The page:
Looking for More?

Check out Virtual Dog Man Trivia and Virtual Dog Man BINGO.


Group Activities

Dog Man Trivia

Trivia allowed those kids who have read every book ten times a chance to show off their knowledge. About fifteen minutes into the program, trivia began. Kids wrote down their guesses for all 20 questions before self-grading their trivia sheets on the honor system. Everyone who participated got a bookmark, and the top three participants got to pick, in order of highest to lowest scores, from our trivia prizes.

All questions and answers are available in the PowerPoint below (in addition to my opening program slides). Visit my slideshare page to download the full slideshow.

Dog Man BINGO

While trivia is for the experts, BINGO is for everyone. We play BINGO until everyone has earned a BINGO, with a few rounds so that new folks have a chance to jump in. Winners reached into a brown lunch bag to pull out a random themed 1″ button.

To help kids who do not know every book and character, all images had a number beside them. I called out the number in addition to the name of the image when I pulled each picture out of the jar. All images were on all boards.

Download all 51 BINGO boards here, and the BINGO jar pieces here.


Stations

Police Academy Obstacle Course

Attendees trained like Dog Man and his police officer friends, making sure they have the physical agility to be prepared to save the day when needed. Today’s obstacle course included:

After completing the obstacle course, attendees received a Dog Man hat.

Petey’s Invention Lab: Robot Craft

You can’t have a Dog man program without some reference to the sometimes nefarious, sometimes good, Petey the Cat. Attendees built a simple robot craft from a cardboard tube and a variety of everyday craft supplies, including construction paper, pony beads, pipe cleaners, pom poms, googly eyes, and more. Tubes were spray-painted silver before the program.

Make Your Own Comic

Dog Man books are comics (made by the George and Harold of Captain Underpants fame), so kids got a chance to make their own comic strips. The blank comic sheets I used are available as free downloads from the picklebums website.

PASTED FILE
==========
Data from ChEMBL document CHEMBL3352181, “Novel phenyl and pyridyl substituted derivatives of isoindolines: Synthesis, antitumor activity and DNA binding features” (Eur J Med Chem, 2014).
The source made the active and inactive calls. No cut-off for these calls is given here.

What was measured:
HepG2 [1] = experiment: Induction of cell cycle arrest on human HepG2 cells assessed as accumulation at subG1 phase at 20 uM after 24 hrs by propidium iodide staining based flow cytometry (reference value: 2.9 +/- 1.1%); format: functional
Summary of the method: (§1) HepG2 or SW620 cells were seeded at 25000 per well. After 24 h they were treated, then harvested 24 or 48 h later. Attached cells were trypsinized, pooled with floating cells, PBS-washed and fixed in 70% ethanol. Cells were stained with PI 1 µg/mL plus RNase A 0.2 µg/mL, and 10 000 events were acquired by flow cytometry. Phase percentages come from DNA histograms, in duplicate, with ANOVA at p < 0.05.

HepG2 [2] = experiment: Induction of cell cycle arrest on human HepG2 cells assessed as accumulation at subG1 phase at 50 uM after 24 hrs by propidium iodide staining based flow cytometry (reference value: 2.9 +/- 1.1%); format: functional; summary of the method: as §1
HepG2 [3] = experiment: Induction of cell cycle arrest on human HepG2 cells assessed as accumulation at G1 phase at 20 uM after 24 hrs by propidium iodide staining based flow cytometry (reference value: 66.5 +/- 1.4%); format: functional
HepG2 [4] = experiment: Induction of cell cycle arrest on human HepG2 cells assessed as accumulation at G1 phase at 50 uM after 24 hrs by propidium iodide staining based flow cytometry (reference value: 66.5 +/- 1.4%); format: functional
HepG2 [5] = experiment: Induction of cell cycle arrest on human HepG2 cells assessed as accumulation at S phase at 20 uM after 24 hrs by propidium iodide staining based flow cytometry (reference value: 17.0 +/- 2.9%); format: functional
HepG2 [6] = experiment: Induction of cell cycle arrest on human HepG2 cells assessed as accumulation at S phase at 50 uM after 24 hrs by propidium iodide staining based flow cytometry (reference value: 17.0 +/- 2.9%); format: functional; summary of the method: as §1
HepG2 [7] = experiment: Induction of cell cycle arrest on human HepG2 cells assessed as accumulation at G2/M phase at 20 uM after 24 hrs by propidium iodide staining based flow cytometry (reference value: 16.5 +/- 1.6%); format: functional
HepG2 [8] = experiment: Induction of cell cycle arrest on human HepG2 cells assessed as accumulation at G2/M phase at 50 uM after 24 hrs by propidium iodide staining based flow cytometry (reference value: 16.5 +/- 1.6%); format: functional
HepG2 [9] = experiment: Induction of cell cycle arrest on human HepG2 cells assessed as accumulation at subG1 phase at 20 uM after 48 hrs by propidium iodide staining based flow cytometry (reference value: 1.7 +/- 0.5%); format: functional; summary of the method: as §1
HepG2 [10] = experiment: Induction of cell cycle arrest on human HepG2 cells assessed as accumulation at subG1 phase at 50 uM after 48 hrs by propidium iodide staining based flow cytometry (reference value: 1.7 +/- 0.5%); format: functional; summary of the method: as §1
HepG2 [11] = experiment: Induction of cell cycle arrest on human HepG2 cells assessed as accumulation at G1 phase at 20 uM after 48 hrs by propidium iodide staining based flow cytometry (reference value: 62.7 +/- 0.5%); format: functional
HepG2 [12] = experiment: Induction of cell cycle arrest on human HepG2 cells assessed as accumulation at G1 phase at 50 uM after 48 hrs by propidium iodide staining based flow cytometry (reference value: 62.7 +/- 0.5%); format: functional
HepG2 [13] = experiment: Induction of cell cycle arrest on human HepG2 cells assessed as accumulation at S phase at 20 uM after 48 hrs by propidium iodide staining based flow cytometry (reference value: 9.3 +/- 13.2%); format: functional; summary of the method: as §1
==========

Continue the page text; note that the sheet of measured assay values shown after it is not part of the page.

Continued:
3Doodlers

Dog Man 3Doodler Station

We bought 3Doodler Start pens as part of a technology grant a few years ago, and I use these magic pens whenever I can. They are very simple to use–turn the pen on, wait for the green light, then push the big orange button to make plastic come out of the tip. The plastic is warm, but never so hot that it risks burning anyone. Patrons leave programs with a physical, 3D-version of whatever they drew.

I provided Dog Man outlines for patrons to use, but I don’t think too many folks had much success with those. Mostly kids made what they wanted.

Button Making

Similar to the 3Doodler pens, our department 2.25″ button maker gets a lot of use, especially at public programs. Attendees selected a 2.25″ button image, cut it into a circle, and brought it and the needed button pieces to a teen volunteer who helped them make the button.

Download the 2.25″ button images here.

Pin the Head on Dog Man

Pin the Head on Dog Man

Attendees had one last activity to complete–a simple game of Pin the Head on Dog Man (because pinning hats or badges would be too simple). My awesome marketing department printed a large body and three heads on our banner printer.

Participants got a sticker for completing the activity. These print on Avery 2.5″ round label sheets. Download here.